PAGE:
There is no doubt whatsoever that the cult of the Great Goddess, popularly called Mother Goddess, is the oldest form of religious worship in vogue in all primitive societies. Her images, mostly in clay, sometimes baked into terracotta, have been reported from sites of most of the ancient world civilizations right from the earliest palaeolithic times And India is, perhaps, the only country where the cult not only prevailed from the earliest known times but is also current to this day when most other ancient civilizations appear to have given it up. Her figures, mostly crude and unartistic, have been spotted from most of the pre-Harappan and Harappan sites. That it was a folk-cult not much appreciated by the sophisticated social classes is evident from the reticence of the Vedic samhitas, most probably coeval in point of time with the pre-Harappan and Harappan culture, about her. When compared to the rather derogatory remarks in a few Rg Vedic hymns about some other sectaries, their silence about the Mother Goddess worshippers may be taken to suggest an indifference, perhaps deliberate, in view of their wide diffusion. However, in somewhat later times, the cult was found to be irresistible in view of its great popularity among the masses whose feelings could just not be ignored for long. The epic and Puranic literature meant to cater to the needs and aspirations of all the social classes did not only take cognizance of her but recorded popular myths and legends and brought her into relationship with some of the most prominent divinities like Vishnu and Siva, especially the latter. She came to be called Durga and regarded as the spouse of Siva. She had various forms for different purposes, one of the most prominent of them being the 'Buffalo-trampler' (Mahisa-mardini) who is greatly eulogised and adored in the Devi-Mähätmya, a part of the Märkandeya-Purana studied independently. Her worship was, and still is, very popular in various parts of India, especially the eastern one. She is represented in art variously and it is possible to trace the development of her iconography by carefully seeing her images chronologically.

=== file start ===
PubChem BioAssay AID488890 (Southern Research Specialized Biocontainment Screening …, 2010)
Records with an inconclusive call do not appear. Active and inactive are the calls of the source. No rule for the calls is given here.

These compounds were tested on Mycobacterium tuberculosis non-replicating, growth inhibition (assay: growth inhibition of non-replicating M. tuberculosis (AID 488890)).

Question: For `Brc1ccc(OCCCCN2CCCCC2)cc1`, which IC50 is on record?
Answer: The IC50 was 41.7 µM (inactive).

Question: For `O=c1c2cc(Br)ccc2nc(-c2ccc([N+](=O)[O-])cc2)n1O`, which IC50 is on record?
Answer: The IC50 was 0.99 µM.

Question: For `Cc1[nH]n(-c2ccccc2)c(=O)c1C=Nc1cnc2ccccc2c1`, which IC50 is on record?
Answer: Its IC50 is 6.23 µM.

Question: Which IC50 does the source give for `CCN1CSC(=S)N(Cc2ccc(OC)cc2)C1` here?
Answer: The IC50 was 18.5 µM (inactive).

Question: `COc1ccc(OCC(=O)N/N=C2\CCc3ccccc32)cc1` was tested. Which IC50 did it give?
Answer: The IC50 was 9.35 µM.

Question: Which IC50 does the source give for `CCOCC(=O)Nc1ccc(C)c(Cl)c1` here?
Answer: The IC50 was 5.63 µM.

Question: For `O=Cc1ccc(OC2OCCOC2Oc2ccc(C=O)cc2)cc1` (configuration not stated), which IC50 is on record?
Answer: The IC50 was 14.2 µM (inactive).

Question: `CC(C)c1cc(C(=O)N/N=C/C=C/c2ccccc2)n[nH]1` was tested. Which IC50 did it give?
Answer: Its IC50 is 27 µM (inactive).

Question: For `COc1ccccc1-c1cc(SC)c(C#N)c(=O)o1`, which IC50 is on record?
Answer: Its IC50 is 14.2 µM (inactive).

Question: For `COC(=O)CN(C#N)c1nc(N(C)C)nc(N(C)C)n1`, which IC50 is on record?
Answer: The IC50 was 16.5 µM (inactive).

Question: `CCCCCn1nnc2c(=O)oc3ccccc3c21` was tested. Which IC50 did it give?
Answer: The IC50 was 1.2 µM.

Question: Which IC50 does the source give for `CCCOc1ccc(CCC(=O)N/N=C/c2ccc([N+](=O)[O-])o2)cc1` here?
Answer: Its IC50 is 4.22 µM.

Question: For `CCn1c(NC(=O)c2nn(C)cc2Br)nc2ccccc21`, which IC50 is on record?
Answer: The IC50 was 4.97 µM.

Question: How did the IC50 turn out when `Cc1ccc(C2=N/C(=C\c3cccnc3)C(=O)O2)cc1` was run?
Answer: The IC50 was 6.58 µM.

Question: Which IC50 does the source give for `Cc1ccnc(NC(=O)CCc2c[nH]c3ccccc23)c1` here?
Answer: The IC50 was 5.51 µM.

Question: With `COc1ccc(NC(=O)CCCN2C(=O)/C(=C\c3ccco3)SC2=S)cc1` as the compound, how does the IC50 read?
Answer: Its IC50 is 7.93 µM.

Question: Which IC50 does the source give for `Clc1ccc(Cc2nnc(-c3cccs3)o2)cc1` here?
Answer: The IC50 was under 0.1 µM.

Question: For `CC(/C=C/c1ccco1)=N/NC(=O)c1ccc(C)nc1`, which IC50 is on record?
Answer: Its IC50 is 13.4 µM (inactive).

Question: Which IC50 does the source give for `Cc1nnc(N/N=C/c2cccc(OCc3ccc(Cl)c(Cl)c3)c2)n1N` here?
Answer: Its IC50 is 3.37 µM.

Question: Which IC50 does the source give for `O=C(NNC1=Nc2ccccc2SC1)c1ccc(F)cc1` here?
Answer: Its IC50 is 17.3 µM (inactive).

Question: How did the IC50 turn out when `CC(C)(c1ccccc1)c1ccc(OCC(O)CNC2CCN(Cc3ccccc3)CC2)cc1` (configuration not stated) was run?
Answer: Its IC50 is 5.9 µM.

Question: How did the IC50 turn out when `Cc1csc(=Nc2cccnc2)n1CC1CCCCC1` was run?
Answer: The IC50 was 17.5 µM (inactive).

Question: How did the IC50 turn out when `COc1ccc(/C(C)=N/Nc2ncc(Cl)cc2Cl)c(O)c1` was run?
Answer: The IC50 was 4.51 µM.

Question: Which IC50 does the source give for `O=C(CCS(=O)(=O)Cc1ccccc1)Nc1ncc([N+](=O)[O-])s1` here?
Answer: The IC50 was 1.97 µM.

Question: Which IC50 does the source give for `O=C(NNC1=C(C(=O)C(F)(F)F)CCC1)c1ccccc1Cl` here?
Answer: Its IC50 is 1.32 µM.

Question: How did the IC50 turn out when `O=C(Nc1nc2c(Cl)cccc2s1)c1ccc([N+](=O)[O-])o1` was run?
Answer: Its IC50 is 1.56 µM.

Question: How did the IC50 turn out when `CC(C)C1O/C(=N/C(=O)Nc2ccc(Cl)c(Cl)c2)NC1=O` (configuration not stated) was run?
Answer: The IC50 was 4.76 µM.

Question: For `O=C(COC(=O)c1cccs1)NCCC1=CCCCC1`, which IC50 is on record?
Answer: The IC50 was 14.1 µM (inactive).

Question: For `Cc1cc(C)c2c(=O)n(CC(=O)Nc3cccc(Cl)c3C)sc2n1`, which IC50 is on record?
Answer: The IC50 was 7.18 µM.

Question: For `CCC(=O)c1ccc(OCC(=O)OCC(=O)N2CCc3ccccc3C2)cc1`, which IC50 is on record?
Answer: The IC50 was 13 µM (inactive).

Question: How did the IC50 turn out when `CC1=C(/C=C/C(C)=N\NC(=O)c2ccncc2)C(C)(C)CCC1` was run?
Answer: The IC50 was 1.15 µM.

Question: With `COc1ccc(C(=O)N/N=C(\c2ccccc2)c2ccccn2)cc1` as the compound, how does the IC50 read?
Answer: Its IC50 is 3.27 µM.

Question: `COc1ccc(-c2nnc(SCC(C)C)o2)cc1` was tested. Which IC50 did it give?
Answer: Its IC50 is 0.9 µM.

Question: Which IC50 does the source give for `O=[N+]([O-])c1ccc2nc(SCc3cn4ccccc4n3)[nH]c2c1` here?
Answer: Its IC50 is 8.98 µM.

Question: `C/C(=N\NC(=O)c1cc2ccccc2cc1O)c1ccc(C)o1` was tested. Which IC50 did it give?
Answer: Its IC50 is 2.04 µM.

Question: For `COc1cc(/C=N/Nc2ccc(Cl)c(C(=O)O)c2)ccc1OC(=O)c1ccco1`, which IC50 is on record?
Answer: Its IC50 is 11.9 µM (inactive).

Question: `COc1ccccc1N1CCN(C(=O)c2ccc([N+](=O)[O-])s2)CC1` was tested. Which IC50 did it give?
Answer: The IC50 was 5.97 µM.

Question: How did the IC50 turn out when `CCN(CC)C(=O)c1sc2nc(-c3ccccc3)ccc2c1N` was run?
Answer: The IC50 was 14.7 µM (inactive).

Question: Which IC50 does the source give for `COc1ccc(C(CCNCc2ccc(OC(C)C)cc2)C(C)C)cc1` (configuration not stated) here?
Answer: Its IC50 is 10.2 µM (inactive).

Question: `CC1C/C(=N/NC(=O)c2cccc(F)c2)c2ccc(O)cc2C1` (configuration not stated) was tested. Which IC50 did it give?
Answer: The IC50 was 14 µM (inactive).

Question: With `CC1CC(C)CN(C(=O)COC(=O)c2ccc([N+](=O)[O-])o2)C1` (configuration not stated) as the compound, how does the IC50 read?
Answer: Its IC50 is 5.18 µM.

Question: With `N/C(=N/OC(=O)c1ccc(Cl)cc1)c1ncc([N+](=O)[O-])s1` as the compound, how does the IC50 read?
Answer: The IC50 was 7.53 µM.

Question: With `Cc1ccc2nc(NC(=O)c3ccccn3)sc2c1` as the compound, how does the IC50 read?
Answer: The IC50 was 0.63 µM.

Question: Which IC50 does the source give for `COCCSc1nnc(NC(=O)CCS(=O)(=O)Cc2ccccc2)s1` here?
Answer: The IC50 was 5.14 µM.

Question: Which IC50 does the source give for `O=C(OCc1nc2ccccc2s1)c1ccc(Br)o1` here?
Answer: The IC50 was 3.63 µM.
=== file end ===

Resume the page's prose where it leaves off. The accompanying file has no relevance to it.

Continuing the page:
The cult of the mother goddess has an unbroken history in the Hindu religious ethos. The cult's origin in the world's religious history is in the hoary past, and its diffusion ranges over a very wide area as seen from archaeological remains. The pastoral Aryans settled towards an agricultural mode of living, changing their religious requirements, as they pressed eastwards into India. The Goddess cult must have provided the required ritual needed for agricultural fertility and fecundity. The Goddess Durga as Sākambhari fulfilled such a need. She is elected and established as the Great Goddess, in the myths relating to her fights with the Asuras. She is exalted in her role as Mahişāsuramardini. The mythic aspect of this episode has not received sufficient attention. The myth's relevance is also important, studied against the socio-historical background. Psychology supplies the reasons behind an ambivalent Goddess. Set against this background, the mythology of Mahiṣasuramardini has been adjudged, treating the myth from the viewpoints of the theories on Myth and Symbolism as set forth by Western scholars. The present volume was originally presented to the Bombay University for the doctoral dissertation.

I would like to express my gratitude to all those scholars, friends and well wishers who have lended me a helping hand in the completion of this study. My special thanks are due to Prof. Y.S. Walimbe, who as my guiding teacher had introduced me to the subject of Myth and Symbolism, affording a fresh approach to the subject, sharpening my perception of the myth.

I express my deep gratitude to Prof. Ajay Mitra Shastri for encouraging me in the first place to publish the dissertation and now readily agreeing to write the Foreword.

I wish to thank Prof. K.K.A. Venkatachari, the Founder Director of Ananthacharya Indological Research Institute, Mumbai, for his encouragement. It is with pleasure and gratitude that I acknowledge my family's supportive attitude and encouragement, but for which this study would not have been possible.

**Contents and Sample Pages**